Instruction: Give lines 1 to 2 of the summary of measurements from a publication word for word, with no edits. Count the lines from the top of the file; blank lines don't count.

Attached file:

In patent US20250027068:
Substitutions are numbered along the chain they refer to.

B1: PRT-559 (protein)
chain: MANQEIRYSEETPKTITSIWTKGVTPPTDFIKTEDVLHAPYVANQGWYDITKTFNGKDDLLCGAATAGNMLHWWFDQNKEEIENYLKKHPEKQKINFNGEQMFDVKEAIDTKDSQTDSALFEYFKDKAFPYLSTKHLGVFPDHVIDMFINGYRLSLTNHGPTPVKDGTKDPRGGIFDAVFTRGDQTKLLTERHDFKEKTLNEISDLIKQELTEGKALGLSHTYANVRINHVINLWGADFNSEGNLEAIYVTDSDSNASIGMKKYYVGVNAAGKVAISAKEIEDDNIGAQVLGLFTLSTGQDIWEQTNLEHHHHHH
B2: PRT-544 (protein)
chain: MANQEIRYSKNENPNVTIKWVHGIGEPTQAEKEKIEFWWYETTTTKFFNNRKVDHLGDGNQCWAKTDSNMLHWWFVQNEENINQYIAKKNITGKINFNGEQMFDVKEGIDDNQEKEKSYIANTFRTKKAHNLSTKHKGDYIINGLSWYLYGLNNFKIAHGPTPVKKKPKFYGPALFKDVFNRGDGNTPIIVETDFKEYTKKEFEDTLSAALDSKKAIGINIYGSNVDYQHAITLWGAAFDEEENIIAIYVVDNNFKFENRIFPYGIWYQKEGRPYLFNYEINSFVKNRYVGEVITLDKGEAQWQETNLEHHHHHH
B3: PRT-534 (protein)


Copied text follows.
In patent US20250027068:
Substitutions are numbered along the chain they refer to.